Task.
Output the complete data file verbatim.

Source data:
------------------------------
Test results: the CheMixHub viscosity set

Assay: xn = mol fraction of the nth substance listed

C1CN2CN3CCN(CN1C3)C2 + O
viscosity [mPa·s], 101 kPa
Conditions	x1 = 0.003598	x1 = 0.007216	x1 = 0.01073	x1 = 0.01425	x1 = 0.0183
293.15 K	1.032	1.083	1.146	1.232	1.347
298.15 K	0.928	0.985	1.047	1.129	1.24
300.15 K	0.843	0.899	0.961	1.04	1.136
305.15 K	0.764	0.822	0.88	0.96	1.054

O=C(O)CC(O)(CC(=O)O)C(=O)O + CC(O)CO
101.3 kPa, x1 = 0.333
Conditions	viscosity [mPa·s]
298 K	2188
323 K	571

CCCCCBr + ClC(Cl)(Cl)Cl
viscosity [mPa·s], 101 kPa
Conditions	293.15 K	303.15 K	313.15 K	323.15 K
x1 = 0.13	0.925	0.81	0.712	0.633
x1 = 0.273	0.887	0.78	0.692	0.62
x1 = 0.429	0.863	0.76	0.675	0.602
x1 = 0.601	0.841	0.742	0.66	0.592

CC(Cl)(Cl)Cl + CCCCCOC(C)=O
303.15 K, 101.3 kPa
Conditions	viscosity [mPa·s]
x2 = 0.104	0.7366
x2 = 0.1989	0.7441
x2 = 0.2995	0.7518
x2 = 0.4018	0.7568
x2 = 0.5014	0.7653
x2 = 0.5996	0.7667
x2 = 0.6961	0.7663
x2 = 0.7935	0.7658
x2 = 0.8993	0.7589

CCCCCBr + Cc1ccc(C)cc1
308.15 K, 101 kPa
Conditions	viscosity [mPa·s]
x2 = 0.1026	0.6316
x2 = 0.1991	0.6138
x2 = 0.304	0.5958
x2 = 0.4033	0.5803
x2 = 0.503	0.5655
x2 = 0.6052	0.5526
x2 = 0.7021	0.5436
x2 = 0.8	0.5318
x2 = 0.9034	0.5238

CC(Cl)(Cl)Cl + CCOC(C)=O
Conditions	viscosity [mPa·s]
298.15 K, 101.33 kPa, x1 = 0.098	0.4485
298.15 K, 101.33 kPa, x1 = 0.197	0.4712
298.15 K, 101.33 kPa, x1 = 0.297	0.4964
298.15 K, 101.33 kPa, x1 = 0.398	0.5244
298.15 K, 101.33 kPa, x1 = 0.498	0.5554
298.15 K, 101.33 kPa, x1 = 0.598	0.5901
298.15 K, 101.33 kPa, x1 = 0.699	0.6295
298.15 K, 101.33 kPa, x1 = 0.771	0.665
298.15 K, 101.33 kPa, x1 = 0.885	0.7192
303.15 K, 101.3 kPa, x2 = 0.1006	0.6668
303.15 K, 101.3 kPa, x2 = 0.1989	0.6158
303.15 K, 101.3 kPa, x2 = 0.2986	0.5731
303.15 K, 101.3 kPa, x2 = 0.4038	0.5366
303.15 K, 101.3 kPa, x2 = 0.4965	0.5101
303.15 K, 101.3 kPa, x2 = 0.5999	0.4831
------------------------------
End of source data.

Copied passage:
Test results: the CheMixHub viscosity set

Assay: xn = mol fraction of the nth substance listed

C1CN2CN3CCN(CN1C3)C2 + O
viscosity [mPa·s], 101 kPa
Conditions	x1 = 0.003598	x1 = 0.007216	x1 = 0.01073	x1 = 0.01425	x1 = 0.0183
293.15 K	1.032	1.083	1.146	1.232	1.347
298.15 K	0.928	0.985	1.047	1.129	1.24
300.15 K	0.843	0.899	0.961	1.04	1.136
305.15 K	0.764	0.822	0.88	0.96	1.054

O=C(O)CC(O)(CC(=O)O)C(=O)O + CC(O)CO
101.3 kPa, x1 = 0.333
Conditions	viscosity [mPa·s]
298 K	2188
323 K	571

CCCCCBr + ClC(Cl)(Cl)Cl
viscosity [mPa·s], 101 kPa
Conditions	293.15 K	303.15 K	313.15 K	323.15 K
x1 = 0.13	0.925	0.81	0.712	0.633
x1 = 0.273	0.887	0.78	0.692	0.62
x1 = 0.429	0.863	0.76	0.675	0.602
x1 = 0.601	0.841	0.742	0.66	0.592

CC(Cl)(Cl)Cl + CCCCCOC(C)=O
303.15 K, 101.3 kPa
Conditions	viscosity [mPa·s]
x2 = 0.104	0.7366
x2 = 0.1989	0.7441
x2 = 0.2995	0.7518
x2 = 0.4018	0.7568
x2 = 0.5014	0.7653
x2 = 0.5996	0.7667
x2 = 0.6961	0.7663
x2 = 0.7935	0.7658
x2 = 0.8993	0.7589

CCCCCBr + Cc1ccc(C)cc1
308.15 K, 101 kPa
Conditions	viscosity [mPa·s]
x2 = 0.1026	0.6316
x2 = 0.1991	0.6138
x2 = 0.304	0.5958
x2 = 0.4033	0.5803
x2 = 0.503	0.5655
x2 = 0.6052	0.5526
x2 = 0.7021	0.5436
x2 = 0.8	0.5318
x2 = 0.9034	0.5238

CC(Cl)(Cl)Cl + CCOC(C)=O
Conditions	viscosity [mPa·s]
298.15 K, 101.33 kPa, x1 = 0.098	0.4485
298.15 K, 101.33 kPa, x1 = 0.197	0.4712
298.15 K, 101.33 kPa, x1 = 0.297	0.4964
298.15 K, 101.33 kPa, x1 = 0.398	0.5244
298.15 K, 101.33 kPa, x1 = 0.498	0.5554
298.15 K, 101.33 kPa, x1 = 0.598	0.5901
298.15 K, 101.33 kPa, x1 = 0.699	0.6295
298.15 K, 101.33 kPa, x1 = 0.771	0.665
298.15 K, 101.33 kPa, x1 = 0.885	0.7192
303.15 K, 101.3 kPa, x2 = 0.1006	0.6668
303.15 K, 101.3 kPa, x2 = 0.1989	0.6158
303.15 K, 101.3 kPa, x2 = 0.2986	0.5731
303.15 K, 101.3 kPa, x2 = 0.4038	0.5366
303.15 K, 101.3 kPa, x2 = 0.4965	0.5101
303.15 K, 101.3 kPa, x2 = 0.5999	0.4831